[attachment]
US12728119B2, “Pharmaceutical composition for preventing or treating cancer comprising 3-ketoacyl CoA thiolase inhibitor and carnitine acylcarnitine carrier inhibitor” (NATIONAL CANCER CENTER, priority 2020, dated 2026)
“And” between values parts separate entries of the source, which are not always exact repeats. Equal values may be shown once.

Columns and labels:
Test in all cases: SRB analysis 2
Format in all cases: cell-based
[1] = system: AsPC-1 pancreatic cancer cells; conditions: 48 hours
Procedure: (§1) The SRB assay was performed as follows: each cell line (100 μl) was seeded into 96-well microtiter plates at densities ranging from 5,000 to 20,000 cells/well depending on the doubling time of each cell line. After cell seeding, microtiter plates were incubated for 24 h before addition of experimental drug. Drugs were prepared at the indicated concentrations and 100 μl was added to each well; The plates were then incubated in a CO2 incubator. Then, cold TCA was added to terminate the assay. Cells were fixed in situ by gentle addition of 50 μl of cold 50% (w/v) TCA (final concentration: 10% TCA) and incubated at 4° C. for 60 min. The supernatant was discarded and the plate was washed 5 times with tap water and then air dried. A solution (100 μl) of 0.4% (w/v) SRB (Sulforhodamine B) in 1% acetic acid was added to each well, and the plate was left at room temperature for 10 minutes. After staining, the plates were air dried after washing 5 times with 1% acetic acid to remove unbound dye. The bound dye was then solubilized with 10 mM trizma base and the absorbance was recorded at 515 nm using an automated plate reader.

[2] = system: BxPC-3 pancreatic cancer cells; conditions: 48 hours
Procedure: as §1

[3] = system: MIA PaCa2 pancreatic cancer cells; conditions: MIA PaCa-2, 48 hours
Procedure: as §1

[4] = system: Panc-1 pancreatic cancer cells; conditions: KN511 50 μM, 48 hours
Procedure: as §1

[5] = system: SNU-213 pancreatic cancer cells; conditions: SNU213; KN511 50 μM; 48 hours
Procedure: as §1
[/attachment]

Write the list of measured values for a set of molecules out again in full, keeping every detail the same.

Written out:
US12728119B2, “Pharmaceutical composition for preventing or treating cancer comprising 3-ketoacyl CoA thiolase inhibitor and carnitine acylcarnitine carrier inhibitor” (NATIONAL CANCER CENTER, priority 2020, dated 2026)
“And” between values parts separate entries of the source, which are not always exact repeats. Equal values may be shown once.

Columns and labels:
Test in all cases: SRB analysis 2
Format in all cases: cell-based
[1] = system: AsPC-1 pancreatic cancer cells; conditions: 48 hours
Procedure: (§1) The SRB assay was performed as follows: each cell line (100 μl) was seeded into 96-well microtiter plates at densities ranging from 5,000 to 20,000 cells/well depending on the doubling time of each cell line. After cell seeding, microtiter plates were incubated for 24 h before addition of experimental drug. Drugs were prepared at the indicated concentrations and 100 μl was added to each well; The plates were then incubated in a CO2 incubator. Then, cold TCA was added to terminate the assay. Cells were fixed in situ by gentle addition of 50 μl of cold 50% (w/v) TCA (final concentration: 10% TCA) and incubated at 4° C. for 60 min. The supernatant was discarded and the plate was washed 5 times with tap water and then air dried. A solution (100 μl) of 0.4% (w/v) SRB (Sulforhodamine B) in 1% acetic acid was added to each well, and the plate was left at room temperature for 10 minutes. After staining, the plates were air dried after washing 5 times with 1% acetic acid to remove unbound dye. The bound dye was then solubilized with 10 mM trizma base and the absorbance was recorded at 515 nm using an automated plate reader.

[2] = system: BxPC-3 pancreatic cancer cells; conditions: 48 hours
Procedure: as §1

[3] = system: MIA PaCa2 pancreatic cancer cells; conditions: MIA PaCa-2, 48 hours
Procedure: as §1

[4] = system: Panc-1 pancreatic cancer cells; conditions: KN511 50 μM, 48 hours
Procedure: as §1

[5] = system: SNU-213 pancreatic cancer cells; conditions: SNU213; KN511 50 μM; 48 hours
Procedure: as §1